This is what interleukin-1 does:
- Stimulation of fibroblast cell growth (cartilage production)
- Increased collage and procollagenase synthesis (cartilage production)
- Chemotaxis of T and B lymphocytes (gets immune cells moving so they can better receive the message that the immune system is mobilizing).
Again in this research, the study was conducted in vitro, in a lab dish.
- As in the earlier study, exposure to triamcinolone acetonide significantly decreased cell viability and changed the cell morphology (the size, shape, and abilities of the cell to do what it is supposed to do).
- Again, these effects were prevented by the simultaneous administration of PRP. PRP significantly decreased the expression levels of degenerative marker genes.
Conclusions: The combination of Triamcinolone acetonide plus PRP exerts anti-inflammatory and anti-degenerative effects on rotator cuff-derived cells stimulated by IL-1ß. This combination has the potential to relieve the symptoms of rotator cuff injury.
A January 2021 study published in the journal Connective Tissue Research confirmed similar findings: (5)
Here is what they wrote: “Corticosteroid injections are used to treat shoulder pain. Platelet-rich plasma (PRP) is known to have anti-inflammatory and anabolic effects, as well as cytoprotective effects against corticosteroids. Thus, this study was to investigate the effects of co-treatment of corticosteroid and PRP on anti-inflammatory and matrix homeostasis of synoviocytes in IL-1ß-induced inflammatory conditions.”
Again this was a lab dish study. Everything was examined under a microscope, not in a shoulder.
“Corticosteroid regulated the inflammation and synovial homeostasis (the synovial fluid of the shoulder was diluted of excessive inflammation). When PRP and the corticosteroid were used together, it exhibited synergistic effects on synoviocytes (cells that produce anti-inflammatory cells) by regulating the parts that were not controlled by corticosteroid alone while not interfering with the effects of the corticosteroid in an inflammatory condition.”
In other words, the PRP did what it had to do to protect the shoulder from the cortisone.
In this video, a general demonstration of Prolotherapy and PRP treatment is given for a patient with repeated shoulder dislocations – there is no cortisone in these injections.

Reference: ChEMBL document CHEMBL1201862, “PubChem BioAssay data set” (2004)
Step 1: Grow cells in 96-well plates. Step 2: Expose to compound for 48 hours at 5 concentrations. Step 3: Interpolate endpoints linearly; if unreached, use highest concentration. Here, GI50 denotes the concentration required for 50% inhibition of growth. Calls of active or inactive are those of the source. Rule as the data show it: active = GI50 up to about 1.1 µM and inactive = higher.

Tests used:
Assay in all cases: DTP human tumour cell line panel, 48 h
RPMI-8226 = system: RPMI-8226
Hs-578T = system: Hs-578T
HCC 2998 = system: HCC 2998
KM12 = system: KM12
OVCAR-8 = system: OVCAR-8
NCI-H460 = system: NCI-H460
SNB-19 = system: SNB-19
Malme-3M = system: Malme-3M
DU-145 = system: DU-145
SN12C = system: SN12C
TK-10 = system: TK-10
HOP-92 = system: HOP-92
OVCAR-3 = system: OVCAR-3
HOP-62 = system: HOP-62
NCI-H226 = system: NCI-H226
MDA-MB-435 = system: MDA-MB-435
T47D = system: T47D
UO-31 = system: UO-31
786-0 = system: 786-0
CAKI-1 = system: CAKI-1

Danielle R. Steilen-Matias, MMS, PA-C narrates the video and is the practitioner giving the treatment:
- In this shoulder treatment, I treat all aspects of the shoulder including the ligament and tendon injections to cover the whole shoulder.
- This patient, in particular, comes to us for a history of repeated shoulder dislocations. His MRI findings showed multiple labral tears and rotator cuff problems.
- The patient complained of shoulder instability typical of the ligament and tendon damage multiple dislocations can do.
Summary and contact us. Can we help you?
Finally, let’s look at an editorial written in February 2021 in the medical journal Arthroscopy (6) written by Andrew J. Sheean of the Department Of Orthopaedic Surgery San Antonio Military Medical Center.
“. . . recent research favors platelet-rich plasma over corticosteroid injections in the nonoperative treatment of rotator cuff pathology. In light of evidence showing a deleterious effect of corticosteroids on subsequent surgical interventions, surgeons should continue to be wary of subacromial corticosteroid injections if alternatives such as platelet-rich plasma exist. A corticosteroid injection may have been the “go-to” nonoperative intervention in the past, but platelet-rich plasma may be a more effective (treatment option). Of course, the conspicuous cost differential between these 2 different injections remains a very real consideration. However, this should be weighed against the increased risk (and cost) of a revision repair in the event that a surgical repair is performed subsequent to a corticosteroid injection.”
We hope you found this article informative and it helped answer many of the questions you may have surrounding your shoulder problems. If you would like to get more information specific to your challenges please email us: Get help and information from our Caring Medical staff
Brian Hutcheson, DC | Ross Hauser, MD | Danielle Steilen-Matias, PA-C
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This article was updated February 7, 2021